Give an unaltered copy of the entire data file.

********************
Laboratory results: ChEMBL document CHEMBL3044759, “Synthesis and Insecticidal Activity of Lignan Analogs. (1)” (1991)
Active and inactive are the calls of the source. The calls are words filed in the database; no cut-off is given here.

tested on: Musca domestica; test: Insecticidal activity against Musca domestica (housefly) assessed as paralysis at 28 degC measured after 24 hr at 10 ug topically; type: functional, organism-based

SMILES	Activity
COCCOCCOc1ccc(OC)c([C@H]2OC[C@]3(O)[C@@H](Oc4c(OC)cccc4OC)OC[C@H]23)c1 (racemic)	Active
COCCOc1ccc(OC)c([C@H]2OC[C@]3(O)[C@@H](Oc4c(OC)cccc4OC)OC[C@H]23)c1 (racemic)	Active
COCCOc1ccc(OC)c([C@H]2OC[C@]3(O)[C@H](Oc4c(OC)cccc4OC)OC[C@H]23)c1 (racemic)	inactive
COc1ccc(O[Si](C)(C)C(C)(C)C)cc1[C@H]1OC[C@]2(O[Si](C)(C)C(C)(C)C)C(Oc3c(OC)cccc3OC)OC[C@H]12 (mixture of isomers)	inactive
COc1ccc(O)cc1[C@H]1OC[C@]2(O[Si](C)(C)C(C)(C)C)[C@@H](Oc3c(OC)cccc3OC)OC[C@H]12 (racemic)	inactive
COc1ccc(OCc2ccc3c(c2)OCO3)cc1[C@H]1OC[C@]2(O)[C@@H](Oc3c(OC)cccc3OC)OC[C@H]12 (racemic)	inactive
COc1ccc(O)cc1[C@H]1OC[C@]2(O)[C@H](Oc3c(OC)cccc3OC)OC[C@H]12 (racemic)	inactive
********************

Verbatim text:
Laboratory results: ChEMBL document CHEMBL3044759, “Synthesis and Insecticidal Activity of Lignan Analogs. (1)” (1991)
Active and inactive are the calls of the source. The calls are words filed in the database; no cut-off is given here.

tested on: Musca domestica; test: Insecticidal activity against Musca domestica (housefly) assessed as paralysis at 28 degC measured after 24 hr at 10 ug topically; type: functional, organism-based

SMILES	Activity
COCCOCCOc1ccc(OC)c([C@H]2OC[C@]3(O)[C@@H](Oc4c(OC)cccc4OC)OC[C@H]23)c1 (racemic)	Active
COCCOc1ccc(OC)c([C@H]2OC[C@]3(O)[C@@H](Oc4c(OC)cccc4OC)OC[C@H]23)c1 (racemic)	Active
COCCOc1ccc(OC)c([C@H]2OC[C@]3(O)[C@H](Oc4c(OC)cccc4OC)OC[C@H]23)c1 (racemic)	inactive
COc1ccc(O[Si](C)(C)C(C)(C)C)cc1[C@H]1OC[C@]2(O[Si](C)(C)C(C)(C)C)C(Oc3c(OC)cccc3OC)OC[C@H]12 (mixture of isomers)	inactive
COc1ccc(O)cc1[C@H]1OC[C@]2(O[Si](C)(C)C(C)(C)C)[C@@H](Oc3c(OC)cccc3OC)OC[C@H]12 (racemic)	inactive
COc1ccc(OCc2ccc3c(c2)OCO3)cc1[C@H]1OC[C@]2(O)[C@@H](Oc3c(OC)cccc3OC)OC[C@H]12 (racemic)	inactive
COc1ccc(O)cc1[C@H]1OC[C@]2(O)[C@H](Oc3c(OC)cccc3OC)OC[C@H]12 (racemic)	inactive